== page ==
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Anatomic Heterogeneity in Metastatic Castrate Resistant Prostate Cancer

A Roth

A Roth1*, S Harmon1 , T Perk1 , G Liu1 , R Jeraj1,2 , (1) University of Wisconsin, Madison, WI, (2) University of Ljubljana, Ljubljana, Slovenia


WE-F-201-10 (Wednesday, August 2, 2017) 1:45 PM - 3:45 PM Room: 201

Purpose: Bone metastatic prostate cancer (mPC) is characterized by tumor burden throughout the skeleton, but the impact of spatial distribution of disease (heterogeneity) on clinical assessment hasn’t been explored. This study assesses clinically relevant aspects of baseline anatomic disease by correlating them to Progression-Free Survival (PFS) and comparing to similar global metrics.

Methods: Fifty-four mPC patients received [F-18]-NaF PET/CTs before treatment with chemotherapy (N=16) or androgen-receptor inhibitors (N=38). An automatic PET/CT technique identified and segmented 3,466 bone lesions. The skeleton was divided into 11 anatomic regions. Number of lesions (NL), SUVtotal, SUVmax, SUVmean, and number of diseased regions (NR) were calculated for each patient from all lesions (global) and for each region. The regional binary presence of disease was also calculated. Cox proportional-hazard analyses were performed to relate global and regional metrics with PFS. Independent predictors of PFS were determined using multivariate Cox proportional-hazards regression analysis.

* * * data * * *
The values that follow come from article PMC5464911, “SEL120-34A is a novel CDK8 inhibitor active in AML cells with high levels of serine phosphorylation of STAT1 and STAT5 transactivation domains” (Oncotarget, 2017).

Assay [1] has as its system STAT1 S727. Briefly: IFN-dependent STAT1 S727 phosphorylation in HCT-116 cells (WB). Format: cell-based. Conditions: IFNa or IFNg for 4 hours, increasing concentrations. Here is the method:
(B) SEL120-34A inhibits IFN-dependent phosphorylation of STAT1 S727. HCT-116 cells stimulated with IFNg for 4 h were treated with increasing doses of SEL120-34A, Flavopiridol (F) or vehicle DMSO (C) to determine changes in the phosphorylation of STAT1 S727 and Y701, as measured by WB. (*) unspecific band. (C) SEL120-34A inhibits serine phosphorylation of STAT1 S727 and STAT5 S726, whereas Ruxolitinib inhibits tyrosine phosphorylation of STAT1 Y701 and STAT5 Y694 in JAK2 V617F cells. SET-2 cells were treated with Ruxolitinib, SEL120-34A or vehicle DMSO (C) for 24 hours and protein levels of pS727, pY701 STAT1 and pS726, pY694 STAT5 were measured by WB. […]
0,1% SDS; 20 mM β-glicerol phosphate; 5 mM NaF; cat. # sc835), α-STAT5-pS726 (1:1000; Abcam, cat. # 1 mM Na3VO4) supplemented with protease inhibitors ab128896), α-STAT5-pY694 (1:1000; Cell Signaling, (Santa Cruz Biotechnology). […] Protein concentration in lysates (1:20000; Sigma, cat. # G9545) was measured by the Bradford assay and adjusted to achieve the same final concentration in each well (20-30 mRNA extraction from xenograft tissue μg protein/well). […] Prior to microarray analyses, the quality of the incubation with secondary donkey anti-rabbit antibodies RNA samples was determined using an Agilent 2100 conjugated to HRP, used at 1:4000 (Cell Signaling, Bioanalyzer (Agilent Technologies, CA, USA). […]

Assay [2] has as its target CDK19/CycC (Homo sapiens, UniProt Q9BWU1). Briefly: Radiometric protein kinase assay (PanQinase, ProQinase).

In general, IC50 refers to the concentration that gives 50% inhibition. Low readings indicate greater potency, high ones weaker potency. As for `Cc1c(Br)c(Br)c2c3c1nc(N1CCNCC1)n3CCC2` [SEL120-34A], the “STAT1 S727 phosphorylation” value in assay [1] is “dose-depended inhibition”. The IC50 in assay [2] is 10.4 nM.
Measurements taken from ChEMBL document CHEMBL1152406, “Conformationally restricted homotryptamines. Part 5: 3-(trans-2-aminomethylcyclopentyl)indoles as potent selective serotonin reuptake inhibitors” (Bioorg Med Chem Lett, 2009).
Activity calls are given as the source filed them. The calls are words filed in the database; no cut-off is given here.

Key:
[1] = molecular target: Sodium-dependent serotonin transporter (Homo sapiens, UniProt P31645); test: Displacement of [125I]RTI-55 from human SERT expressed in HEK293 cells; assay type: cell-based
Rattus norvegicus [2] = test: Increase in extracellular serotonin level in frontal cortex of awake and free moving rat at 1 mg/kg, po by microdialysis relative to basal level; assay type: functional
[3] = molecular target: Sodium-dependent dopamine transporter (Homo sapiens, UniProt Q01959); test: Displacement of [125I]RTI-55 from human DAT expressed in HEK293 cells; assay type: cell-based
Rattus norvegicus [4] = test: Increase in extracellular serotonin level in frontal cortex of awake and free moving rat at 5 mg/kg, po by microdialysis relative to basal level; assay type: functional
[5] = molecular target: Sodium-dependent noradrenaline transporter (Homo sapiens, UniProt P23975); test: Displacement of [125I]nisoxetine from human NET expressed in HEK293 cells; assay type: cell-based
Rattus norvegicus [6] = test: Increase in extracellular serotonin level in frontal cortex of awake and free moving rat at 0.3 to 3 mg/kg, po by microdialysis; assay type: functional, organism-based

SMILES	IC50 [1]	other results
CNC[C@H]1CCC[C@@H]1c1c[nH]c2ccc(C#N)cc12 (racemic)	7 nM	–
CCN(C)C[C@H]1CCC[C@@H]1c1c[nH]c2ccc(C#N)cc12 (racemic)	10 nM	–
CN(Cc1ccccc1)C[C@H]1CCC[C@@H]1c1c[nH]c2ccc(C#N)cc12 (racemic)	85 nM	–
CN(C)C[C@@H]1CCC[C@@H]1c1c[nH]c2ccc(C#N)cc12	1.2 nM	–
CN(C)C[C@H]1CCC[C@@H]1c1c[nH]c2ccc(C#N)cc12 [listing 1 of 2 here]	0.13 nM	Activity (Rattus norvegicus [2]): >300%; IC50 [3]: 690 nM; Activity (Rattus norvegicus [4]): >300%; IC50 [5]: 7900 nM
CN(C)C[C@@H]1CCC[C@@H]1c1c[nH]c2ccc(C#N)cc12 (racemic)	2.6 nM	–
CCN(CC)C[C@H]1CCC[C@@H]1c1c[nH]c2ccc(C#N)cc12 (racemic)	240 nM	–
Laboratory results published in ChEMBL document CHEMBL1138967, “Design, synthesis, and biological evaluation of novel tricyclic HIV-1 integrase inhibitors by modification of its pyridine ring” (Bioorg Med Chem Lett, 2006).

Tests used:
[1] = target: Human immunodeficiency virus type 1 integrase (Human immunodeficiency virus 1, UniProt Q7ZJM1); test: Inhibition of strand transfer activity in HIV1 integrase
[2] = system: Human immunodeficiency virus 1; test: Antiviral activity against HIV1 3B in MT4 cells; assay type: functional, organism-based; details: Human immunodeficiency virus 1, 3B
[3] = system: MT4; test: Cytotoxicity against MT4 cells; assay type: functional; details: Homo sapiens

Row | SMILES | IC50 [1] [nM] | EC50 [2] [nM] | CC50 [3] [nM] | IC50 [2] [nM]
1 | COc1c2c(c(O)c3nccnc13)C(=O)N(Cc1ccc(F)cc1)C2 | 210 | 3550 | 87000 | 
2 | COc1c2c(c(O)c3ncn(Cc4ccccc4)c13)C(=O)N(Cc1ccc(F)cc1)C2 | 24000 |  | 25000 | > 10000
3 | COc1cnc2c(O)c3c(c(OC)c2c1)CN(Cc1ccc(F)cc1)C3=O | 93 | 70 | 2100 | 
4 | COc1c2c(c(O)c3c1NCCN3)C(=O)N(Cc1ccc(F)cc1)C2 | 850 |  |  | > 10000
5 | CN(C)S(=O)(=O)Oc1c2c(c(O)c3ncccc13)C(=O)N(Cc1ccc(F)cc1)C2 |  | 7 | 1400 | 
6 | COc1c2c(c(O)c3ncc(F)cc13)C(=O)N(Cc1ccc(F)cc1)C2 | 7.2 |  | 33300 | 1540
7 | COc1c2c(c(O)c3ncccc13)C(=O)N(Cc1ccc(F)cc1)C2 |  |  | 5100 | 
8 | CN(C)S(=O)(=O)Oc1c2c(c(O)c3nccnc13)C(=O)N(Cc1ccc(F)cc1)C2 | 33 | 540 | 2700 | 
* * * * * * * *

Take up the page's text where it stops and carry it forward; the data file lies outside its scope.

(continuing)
Results: PFS was captured for all patients (median 7.3, range 0.07-30.3 months). NL was previously shown to significantly predict PFS (p<0.008, HR=1.42) and six regions (cervical spine, thoracic spine, sacrum, sternum, arms, and pelvis) had similarly performing significant hazard ratios. Global SUVtotal wasn’t a significant predictor of PFS, but SUVtotal in pelvic lesions was (p<0.003, HR=1.49). Global SUVmax significantly predicts PFS (p=0.008, HR=1.51) and performed similarly in arm lesions. NR significantly predicts PFS (p<0.02, HR=1.48). Binary presence of disease in the cervical spine (p=0.04, HR=1.38) and arms (p<0.03, HR=1.45) were significant predictors. Two anatomic measures (sacral and arm NL) remained significant in the multivariate model exhibiting their independence of global measures (baseline PSA, SUVtotal, and SUVmean).

Conclusion: Univariate analysis of anatomic metrics showed some perform as well as global metrics in patients with extensive disease. The combination of anatomic and global metrics in a multivariate model revealed that anatomic metrics may provide additional information.

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